The end-of-term concert by the Conservatory Musical Theatre Ensemble at the San Francisco Conservatory of Music, given its first performance last night, is a fully staged production of Michael John LaChiusa’s 2006 musical Bernarda Alba. A one-act adaptation of Federico García Lorca’s The House of Bernarda Alba, the show was first performed in the Mitzi E. Newhouse Theater at Lincoln Center for the Performing Arts, directed and choreographed by Graciela Daniele and featuring Phylicia Rashad in the title role. The Newhouse is one of the smallest spaces on the Lincoln Center campus; and it has often been used for “experimental” projects.
By 2006 LaChiusa had built up a portfolio of ambitious projects for the musical stage, most of which met with, at best, limited approval. He has clearly been influenced by Stephen Sondheim’s ability to create musical settings for highly serious (and sometimes gruesome) subject matter. However, LaChiusa has never managed to match Sondheim’s skills in the crafts of writing engaging and imaginative lyrics and the setting of those words to music. Bernarda Alba is, unfortunately, a case study in his shortcomings.
The Conservatory production should thus be viewed as a noble effort to make something out of not very much. Michael Mohammed, responsible, like Daniele, for both staging and choreography, has a far more impressive track record than LaChiusa, particularly when working with serious subject matter. He also had the advantage of working with ten highly capable female vocalists. (Any male voices are assigned to women serving as a Greek chorus.) Nevertheless, the result was one of those noble experiments that never quite turned out as hoped.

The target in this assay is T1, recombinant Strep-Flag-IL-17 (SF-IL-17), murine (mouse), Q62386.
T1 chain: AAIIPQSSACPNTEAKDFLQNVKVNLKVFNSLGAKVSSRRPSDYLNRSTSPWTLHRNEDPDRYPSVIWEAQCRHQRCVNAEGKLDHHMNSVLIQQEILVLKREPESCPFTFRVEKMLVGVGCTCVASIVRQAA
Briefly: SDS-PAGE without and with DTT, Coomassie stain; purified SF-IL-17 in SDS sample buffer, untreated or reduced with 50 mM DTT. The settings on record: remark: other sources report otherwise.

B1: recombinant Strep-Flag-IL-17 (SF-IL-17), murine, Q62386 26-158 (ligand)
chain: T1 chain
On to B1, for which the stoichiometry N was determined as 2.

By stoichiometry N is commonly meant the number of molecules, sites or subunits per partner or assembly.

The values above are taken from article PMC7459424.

Part of the problem may have been that the Conservatory Concert Hall was too large a space, particularly when compared with the Newhouse. Furthermore, all the woman wore wireless head-mounted microphones, rather than approaching the work as opera singers performing without the assistance of amplification. This led to considerable disorientation of place with respect to the action on stage and frequent imbalance with the imaginatively conceived chamber orchestra conducted from the piano by Bryan Nies. Worse yet, the amplification tended to mangle the all-important diction, rather than clarify it. None of this served Lorca’s narrative very well, blunting even the most intense moments in his highly anguished tale.